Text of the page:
Well, yours truly is on her way to juggling! I’m not proficient by any means, but I can keep two balls in the air with one hand, and three balls with two hands–sometimes even for seconds at a time!
Here I am at my juggling table, trying.
Our Five In a Row Family Event Day was so much fun! I must admit that I was exhausted by the end of the day, but it was so worth it. It is amazing what can be done when one person has a vision, and then many hands are willing to pitch in and believe that a group can get going and keep going and stay true to the original idea in mind–in this case using FIAR as a homeschool curriculum and letting that infiltrate into our building of relationships as families and friends. And on that same note, I’m thankful that Jane Lambert was willing to write out the curriculum that she proved to be an excellent one with her own daughters!
I thought I’d share some pictures from the day, in no particular order.
The children loved dressing up for the day, becoming characters of the Renaissance after studying The Clown of God all week, a book written by Tomie dePaola.
The story was acted out by some of the older kids in the group.
They did a great job!
The story was narrated by two girls who took turns reading. Thank goodness for a really good juggler in the group who was willing to play the lead!
Costume enhancements as Giovanni grows in popularity!
Here’s the whole cast at the end. The one in the Duke shirt? In one part of the story it is said the Giovanni even performed for a Duke. There was much laughter when a student appeared in a Duke sweatshirt!
One of the dads was able to juggle well and he ended up being a great help at my table. He was very patient with the children, teaching them some simple basics of juggling.
As always, Michaela loved spending time with some of the little ones.
I got to see nearly every child over the course of the day as they all came around and tried to juggle.
Here’s the wife of the juggling man who helped so much at my table. She can juggle too! While holding a baby in a sling. Who laughed at his mom juggling. Especially when she dropped the balls. (But actually she was really quite good.)
Little clowns and princesses stopped by all day. In the background you can see the plate spinning area.
More little juggler wannabes, juggling lemons.
This pretty girl’s dad is a good juggler, so I guess it just runs in the family!
Now, can you get over this castle that one of the moms built? The little princesses loved it! Getting inside and peeking out! Running around inside! It was such a hit! So much work went into this day.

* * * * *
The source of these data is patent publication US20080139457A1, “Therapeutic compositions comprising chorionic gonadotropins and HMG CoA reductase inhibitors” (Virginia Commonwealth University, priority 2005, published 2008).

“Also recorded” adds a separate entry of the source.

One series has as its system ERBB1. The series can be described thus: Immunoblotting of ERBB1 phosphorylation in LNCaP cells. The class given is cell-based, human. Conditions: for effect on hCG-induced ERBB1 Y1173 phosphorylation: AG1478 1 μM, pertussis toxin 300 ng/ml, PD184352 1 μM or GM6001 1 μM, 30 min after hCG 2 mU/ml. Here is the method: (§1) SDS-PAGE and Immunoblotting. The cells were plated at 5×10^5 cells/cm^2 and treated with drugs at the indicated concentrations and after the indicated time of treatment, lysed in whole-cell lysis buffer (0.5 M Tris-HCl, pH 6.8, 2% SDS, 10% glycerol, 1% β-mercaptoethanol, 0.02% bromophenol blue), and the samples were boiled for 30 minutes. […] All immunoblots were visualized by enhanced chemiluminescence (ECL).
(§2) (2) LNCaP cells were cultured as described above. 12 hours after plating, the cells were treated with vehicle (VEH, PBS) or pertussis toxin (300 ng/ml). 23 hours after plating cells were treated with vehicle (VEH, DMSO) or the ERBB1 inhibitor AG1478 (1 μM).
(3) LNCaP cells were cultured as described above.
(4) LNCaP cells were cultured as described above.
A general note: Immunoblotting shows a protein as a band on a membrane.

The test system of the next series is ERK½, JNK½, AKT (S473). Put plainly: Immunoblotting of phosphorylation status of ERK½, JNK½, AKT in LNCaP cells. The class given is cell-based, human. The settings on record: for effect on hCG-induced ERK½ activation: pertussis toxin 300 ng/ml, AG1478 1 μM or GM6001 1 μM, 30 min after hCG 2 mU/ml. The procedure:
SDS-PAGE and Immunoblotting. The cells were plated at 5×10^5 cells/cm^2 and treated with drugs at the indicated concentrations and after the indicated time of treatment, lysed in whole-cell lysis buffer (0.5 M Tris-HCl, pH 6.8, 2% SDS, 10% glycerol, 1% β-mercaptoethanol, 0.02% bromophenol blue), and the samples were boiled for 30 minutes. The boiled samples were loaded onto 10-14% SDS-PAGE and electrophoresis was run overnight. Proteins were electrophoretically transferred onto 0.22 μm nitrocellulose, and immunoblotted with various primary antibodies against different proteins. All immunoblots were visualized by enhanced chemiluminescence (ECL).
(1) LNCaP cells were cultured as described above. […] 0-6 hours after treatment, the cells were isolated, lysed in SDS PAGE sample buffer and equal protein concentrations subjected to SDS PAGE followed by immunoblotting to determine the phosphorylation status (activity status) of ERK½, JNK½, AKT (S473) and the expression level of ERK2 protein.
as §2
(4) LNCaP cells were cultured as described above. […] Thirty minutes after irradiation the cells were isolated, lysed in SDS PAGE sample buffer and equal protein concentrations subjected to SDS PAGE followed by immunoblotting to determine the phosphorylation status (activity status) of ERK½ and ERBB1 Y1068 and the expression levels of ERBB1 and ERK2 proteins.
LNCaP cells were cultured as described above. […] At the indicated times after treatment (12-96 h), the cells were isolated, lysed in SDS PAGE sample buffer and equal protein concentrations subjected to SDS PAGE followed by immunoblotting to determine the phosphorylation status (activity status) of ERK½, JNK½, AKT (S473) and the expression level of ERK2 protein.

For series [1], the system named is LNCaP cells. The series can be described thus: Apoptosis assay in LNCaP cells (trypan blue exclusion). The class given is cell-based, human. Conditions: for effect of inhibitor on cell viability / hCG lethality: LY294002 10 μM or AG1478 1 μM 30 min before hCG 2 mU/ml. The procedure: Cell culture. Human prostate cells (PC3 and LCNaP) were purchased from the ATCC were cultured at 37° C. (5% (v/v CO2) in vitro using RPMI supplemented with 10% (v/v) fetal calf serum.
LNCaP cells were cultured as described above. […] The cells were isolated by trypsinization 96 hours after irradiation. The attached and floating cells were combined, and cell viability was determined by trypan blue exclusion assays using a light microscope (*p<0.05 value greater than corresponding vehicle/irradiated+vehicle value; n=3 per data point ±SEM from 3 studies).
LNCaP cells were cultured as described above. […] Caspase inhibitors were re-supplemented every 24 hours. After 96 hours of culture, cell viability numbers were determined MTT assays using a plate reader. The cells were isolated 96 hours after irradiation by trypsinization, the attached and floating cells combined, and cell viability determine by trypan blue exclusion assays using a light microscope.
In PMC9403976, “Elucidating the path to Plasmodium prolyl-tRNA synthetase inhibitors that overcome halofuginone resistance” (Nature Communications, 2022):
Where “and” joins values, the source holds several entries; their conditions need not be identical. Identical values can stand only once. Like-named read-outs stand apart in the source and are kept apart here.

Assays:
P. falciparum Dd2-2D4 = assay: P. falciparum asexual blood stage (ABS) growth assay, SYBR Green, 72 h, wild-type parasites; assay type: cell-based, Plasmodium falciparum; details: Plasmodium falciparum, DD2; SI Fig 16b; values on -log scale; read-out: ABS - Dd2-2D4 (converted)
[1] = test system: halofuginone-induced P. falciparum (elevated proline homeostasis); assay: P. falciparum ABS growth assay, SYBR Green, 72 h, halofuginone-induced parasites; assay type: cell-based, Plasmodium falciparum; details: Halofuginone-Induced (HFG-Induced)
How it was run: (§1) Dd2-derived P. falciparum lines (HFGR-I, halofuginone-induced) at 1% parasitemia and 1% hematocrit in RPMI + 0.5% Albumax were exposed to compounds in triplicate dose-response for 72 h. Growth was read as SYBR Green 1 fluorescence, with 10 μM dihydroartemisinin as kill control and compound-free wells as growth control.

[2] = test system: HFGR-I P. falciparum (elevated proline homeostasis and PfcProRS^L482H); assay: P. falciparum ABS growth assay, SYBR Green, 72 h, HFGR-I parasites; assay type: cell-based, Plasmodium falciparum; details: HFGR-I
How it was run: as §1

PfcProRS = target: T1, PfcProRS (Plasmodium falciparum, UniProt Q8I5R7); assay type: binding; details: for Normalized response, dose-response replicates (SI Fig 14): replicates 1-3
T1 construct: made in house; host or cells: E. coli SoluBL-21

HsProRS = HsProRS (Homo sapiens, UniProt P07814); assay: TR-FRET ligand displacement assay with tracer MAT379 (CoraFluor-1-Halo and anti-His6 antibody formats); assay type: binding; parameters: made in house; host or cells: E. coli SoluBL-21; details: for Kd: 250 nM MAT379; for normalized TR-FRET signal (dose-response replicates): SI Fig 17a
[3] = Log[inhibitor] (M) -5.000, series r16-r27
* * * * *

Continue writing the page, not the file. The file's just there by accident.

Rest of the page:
What a costume! Isn’t he adorable?
Right before lunch we called everyone together for pictures. First the children gathered.
Then everyone in costume got together for a picture. (If you’re interested, I’m in the back, 5th from the left.)
Oh, just look at the food! Maybe that was the best part! Everyone brought a dish that was loosely modeled around what they might have had during the Renaissance. I took venison, spinach with garlic and sweet rolls. There were so many good things: chicken pies, stews, salads. I just can’t name everything! We fixed our plates and then sat on blankets and visited with each other.
In the afternoon there were more games and activities. There were tables where you could make a tambourine or a mask, have your face painted, or play a game.
Making a mask.
These four girls (sisters) could be poster children of what homeschooling is all about. They are smart, well mannered, outgoing, family oriented, and just fun to be with!
I loved watching the football game at the end of the day. Who says a princess cannot run a ball downfield in a long dress?
One of the dads made gondolas for gondola races! Aren’t they beautiful?
You know the boys migrated over to this game, right?
Having fun face painting!
Last but not least, my tomboy Princess of the Universe got painted up as an “Italy guy.” Gotta love her.
I hope you enjoyed the pictures. We did so many things last week to physically prepare for first the co-op and then the family event. This current week should be much quieter, with time to remember what we saw and tie it in with book studies, including adding figures to our timeline and doing some writing so that we’ll remember what we learned.